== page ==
Since the middle of March, Chinazo Opia Cunningham ’90 has been on the front lines of the COVID-19 pandemic in New York City. A physician and researcher at Montefiore Health System and Albert Einstein College of Medicine in the Bronx, Cunningham has been working tirelessly to care for patients in one of the cities hardest hit by coronavirus.
“When I started in the hospital, I would say 25% of the patients I was taking care of had COVID-19,” Cunningham says. “Ten days later, 95% of the patients had COVID-19.”
Cunningham, who has worked across many areas of medicine — including HIV, drug addiction and harm reduction — during her 25-year career, says the worst days of the pandemic were an “all hands on deck” period, with everyone working together in chaotic circumstances.
“Things were literally changing by the hour in terms of the number of beds we needed and the number of providers necessary on the floor,” she says. “There were urologists, radiologists, radiation oncologists — all these people who would not normally be working in an internal medicine ward — they all came together to meet the need.”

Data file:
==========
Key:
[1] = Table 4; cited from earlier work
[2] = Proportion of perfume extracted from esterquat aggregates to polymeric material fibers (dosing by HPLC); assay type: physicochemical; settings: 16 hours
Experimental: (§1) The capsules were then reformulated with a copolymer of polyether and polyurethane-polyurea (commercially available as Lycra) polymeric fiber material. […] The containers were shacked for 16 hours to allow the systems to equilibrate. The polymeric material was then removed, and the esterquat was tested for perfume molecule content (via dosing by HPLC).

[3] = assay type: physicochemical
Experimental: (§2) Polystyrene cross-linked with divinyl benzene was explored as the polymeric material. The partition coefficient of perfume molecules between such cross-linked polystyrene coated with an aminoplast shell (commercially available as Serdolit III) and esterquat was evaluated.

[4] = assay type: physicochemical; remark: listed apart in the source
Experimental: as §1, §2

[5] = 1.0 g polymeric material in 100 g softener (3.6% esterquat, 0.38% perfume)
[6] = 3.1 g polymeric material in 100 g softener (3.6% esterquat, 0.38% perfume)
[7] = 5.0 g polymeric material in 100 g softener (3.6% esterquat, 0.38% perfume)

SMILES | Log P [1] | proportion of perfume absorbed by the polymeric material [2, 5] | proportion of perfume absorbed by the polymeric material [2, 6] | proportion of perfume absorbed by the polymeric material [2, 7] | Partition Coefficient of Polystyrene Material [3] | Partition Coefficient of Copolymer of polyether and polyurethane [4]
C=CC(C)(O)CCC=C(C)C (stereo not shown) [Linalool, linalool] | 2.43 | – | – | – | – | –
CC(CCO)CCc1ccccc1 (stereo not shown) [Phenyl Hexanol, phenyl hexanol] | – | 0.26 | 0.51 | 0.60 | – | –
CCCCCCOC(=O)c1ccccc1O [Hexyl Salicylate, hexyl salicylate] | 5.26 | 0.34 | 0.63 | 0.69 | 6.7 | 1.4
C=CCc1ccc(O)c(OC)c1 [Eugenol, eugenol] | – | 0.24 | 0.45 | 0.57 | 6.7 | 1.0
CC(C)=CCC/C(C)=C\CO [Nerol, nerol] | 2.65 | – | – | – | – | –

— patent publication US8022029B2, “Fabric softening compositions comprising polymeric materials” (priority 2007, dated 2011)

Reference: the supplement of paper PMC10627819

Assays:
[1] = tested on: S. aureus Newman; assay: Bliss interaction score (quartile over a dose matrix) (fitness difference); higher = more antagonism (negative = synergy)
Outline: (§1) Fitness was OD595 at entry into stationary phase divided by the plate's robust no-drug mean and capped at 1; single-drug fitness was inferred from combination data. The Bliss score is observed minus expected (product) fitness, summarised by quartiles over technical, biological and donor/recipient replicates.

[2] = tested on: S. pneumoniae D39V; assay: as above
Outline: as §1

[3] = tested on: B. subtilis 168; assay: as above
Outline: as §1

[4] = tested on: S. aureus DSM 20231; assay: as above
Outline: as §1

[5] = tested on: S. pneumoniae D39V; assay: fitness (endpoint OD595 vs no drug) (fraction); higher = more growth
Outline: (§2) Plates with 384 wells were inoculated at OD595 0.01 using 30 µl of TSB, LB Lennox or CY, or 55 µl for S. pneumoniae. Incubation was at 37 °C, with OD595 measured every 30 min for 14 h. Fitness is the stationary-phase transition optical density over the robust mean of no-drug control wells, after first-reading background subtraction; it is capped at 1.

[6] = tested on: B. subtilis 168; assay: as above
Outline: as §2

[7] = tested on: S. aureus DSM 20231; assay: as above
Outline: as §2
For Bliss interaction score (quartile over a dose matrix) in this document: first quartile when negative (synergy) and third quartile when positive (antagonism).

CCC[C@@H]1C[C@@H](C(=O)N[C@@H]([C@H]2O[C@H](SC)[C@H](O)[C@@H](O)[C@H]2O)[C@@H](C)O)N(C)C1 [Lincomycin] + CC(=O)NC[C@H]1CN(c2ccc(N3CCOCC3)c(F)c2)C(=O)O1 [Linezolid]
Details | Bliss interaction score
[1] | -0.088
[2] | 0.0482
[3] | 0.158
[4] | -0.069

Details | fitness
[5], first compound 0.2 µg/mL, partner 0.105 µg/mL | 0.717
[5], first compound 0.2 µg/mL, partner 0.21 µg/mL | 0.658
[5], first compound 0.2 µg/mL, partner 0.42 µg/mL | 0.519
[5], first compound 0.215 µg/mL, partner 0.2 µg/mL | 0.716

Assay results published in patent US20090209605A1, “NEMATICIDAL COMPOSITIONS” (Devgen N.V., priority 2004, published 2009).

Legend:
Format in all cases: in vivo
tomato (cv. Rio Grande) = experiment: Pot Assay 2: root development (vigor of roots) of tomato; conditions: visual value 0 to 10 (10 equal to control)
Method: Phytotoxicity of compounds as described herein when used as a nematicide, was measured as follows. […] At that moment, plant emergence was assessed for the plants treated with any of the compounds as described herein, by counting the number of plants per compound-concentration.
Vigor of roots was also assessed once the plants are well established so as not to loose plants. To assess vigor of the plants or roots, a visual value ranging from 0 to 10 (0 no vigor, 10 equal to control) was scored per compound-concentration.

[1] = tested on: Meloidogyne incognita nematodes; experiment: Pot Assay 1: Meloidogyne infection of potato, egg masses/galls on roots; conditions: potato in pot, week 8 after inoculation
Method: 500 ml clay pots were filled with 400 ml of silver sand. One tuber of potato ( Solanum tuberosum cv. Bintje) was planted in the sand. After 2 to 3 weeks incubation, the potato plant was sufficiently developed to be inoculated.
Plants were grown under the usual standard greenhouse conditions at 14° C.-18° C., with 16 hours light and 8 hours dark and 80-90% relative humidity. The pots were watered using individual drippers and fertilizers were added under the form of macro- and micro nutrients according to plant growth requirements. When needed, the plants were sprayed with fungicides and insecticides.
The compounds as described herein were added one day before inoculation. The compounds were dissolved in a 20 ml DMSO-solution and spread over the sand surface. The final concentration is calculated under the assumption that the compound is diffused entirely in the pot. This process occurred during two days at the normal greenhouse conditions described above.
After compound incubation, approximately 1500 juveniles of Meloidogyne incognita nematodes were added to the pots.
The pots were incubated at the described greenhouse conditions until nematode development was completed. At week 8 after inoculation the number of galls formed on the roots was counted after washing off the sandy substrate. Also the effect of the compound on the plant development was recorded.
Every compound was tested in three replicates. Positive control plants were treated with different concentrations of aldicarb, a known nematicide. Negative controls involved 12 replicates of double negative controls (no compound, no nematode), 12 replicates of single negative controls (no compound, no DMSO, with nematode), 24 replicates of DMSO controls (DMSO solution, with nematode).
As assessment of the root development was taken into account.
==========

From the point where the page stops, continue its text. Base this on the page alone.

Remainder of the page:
For Cunningham, the trauma of her work was twofold: She and her colleagues were faced with so much death and heartbreak, and at the same time, health care workers across New York City faced a shortage of personal protective equipment (watch her interview with CNN).
“One of the most challenging and upsetting pieces of this was that the message being put out into the world by politicians and other leaders in medical care was, ‘We have things under control,’” she says. “That wasn’t true at all. We didn’t have the protection that we needed, which put us and our families at risk. I think the world and the country needed to hear the truth.”